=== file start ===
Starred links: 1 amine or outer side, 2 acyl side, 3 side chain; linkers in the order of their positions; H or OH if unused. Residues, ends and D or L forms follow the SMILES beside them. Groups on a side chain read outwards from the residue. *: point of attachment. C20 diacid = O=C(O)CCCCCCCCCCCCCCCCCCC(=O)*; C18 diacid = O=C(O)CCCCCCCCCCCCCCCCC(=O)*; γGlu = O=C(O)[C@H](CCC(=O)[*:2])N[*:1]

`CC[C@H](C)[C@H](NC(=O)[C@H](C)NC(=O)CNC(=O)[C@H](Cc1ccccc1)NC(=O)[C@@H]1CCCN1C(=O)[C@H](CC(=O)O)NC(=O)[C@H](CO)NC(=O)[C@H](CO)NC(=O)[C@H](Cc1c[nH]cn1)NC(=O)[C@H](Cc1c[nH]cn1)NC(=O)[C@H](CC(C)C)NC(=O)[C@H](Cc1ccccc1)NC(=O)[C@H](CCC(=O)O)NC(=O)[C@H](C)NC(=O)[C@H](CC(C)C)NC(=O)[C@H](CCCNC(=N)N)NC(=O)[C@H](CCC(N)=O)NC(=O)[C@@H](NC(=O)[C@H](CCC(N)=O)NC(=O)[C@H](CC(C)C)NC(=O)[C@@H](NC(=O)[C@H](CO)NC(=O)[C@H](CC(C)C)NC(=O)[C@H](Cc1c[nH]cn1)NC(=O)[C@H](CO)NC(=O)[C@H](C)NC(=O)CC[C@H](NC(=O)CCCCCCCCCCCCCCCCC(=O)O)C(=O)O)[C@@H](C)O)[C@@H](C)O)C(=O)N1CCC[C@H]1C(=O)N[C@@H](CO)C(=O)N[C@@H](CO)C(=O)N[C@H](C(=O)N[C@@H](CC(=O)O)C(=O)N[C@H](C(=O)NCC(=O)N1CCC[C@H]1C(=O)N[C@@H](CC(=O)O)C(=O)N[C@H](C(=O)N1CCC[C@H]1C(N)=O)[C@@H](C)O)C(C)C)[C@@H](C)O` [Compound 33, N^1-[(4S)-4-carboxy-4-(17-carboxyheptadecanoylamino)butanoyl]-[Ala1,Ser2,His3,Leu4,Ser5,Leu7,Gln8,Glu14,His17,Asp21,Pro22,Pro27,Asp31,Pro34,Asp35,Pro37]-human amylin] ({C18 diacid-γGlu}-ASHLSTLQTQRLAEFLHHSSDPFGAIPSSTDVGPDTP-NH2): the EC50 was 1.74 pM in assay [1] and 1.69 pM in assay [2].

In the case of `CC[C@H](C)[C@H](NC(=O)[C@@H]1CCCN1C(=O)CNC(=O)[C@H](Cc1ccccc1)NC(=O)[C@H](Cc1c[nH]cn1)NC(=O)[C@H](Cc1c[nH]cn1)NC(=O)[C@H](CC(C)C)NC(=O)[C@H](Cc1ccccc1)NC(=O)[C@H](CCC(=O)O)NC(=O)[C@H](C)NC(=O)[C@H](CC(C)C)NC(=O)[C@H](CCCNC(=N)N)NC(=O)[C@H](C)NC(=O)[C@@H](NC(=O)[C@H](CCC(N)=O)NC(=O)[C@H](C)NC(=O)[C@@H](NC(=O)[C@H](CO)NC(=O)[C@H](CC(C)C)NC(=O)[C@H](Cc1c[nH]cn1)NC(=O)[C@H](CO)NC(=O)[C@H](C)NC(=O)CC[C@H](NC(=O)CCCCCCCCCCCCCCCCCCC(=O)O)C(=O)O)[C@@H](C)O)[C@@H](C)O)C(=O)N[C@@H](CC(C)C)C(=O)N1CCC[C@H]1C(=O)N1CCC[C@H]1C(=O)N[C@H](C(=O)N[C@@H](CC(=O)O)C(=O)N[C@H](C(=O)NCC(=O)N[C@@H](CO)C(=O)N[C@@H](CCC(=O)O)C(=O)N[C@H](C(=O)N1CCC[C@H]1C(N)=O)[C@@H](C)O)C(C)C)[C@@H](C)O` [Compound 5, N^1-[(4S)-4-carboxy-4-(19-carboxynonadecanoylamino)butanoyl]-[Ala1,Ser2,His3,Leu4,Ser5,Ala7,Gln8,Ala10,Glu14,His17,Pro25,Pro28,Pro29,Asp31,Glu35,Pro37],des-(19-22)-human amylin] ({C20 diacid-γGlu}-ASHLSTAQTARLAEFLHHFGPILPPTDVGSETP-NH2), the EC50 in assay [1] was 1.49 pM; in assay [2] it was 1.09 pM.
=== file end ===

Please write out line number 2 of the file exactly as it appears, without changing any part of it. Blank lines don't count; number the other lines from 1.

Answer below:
`CC[C@H](C)[C@H](NC(=O)[C@H](C)NC(=O)CNC(=O)[C@H](Cc1ccccc1)NC(=O)[C@@H]1CCCN1C(=O)[C@H](CC(=O)O)NC(=O)[C@H](CO)NC(=O)[C@H](CO)NC(=O)[C@H](Cc1c[nH]cn1)NC(=O)[C@H](Cc1c[nH]cn1)NC(=O)[C@H](CC(C)C)NC(=O)[C@H](Cc1ccccc1)NC(=O)[C@H](CCC(=O)O)NC(=O)[C@H](C)NC(=O)[C@H](CC(C)C)NC(=O)[C@H](CCCNC(=N)N)NC(=O)[C@H](CCC(N)=O)NC(=O)[C@@H](NC(=O)[C@H](CCC(N)=O)NC(=O)[C@H](CC(C)C)NC(=O)[C@@H](NC(=O)[C@H](CO)NC(=O)[C@H](CC(C)C)NC(=O)[C@H](Cc1c[nH]cn1)NC(=O)[C@H](CO)NC(=O)[C@H](C)NC(=O)CC[C@H](NC(=O)CCCCCCCCCCCCCCCCC(=O)O)C(=O)O)[C@@H](C)O)[C@@H](C)O)C(=O)N1CCC[C@H]1C(=O)N[C@@H](CO)C(=O)N[C@@H](CO)C(=O)N[C@H](C(=O)N[C@@H](CC(=O)O)C(=O)N[C@H](C(=O)NCC(=O)N1CCC[C@H]1C(=O)N[C@@H](CC(=O)O)C(=O)N[C@H](C(=O)N1CCC[C@H]1C(N)=O)[C@@H](C)O)C(C)C)[C@@H](C)O` [Compound 33, N^1-[(4S)-4-carboxy-4-(17-carboxyheptadecanoylamino)butanoyl]-[Ala1,Ser2,His3,Leu4,Ser5,Leu7,Gln8,Glu14,His17,Asp21,Pro22,Pro27,Asp31,Pro34,Asp35,Pro37]-human amylin] ({C18 diacid-γGlu}-ASHLSTLQTQRLAEFLHHSSDPFGAIPSSTDVGPDTP-NH2): the EC50 was 1.74 pM in assay [1] and 1.69 pM in assay [2].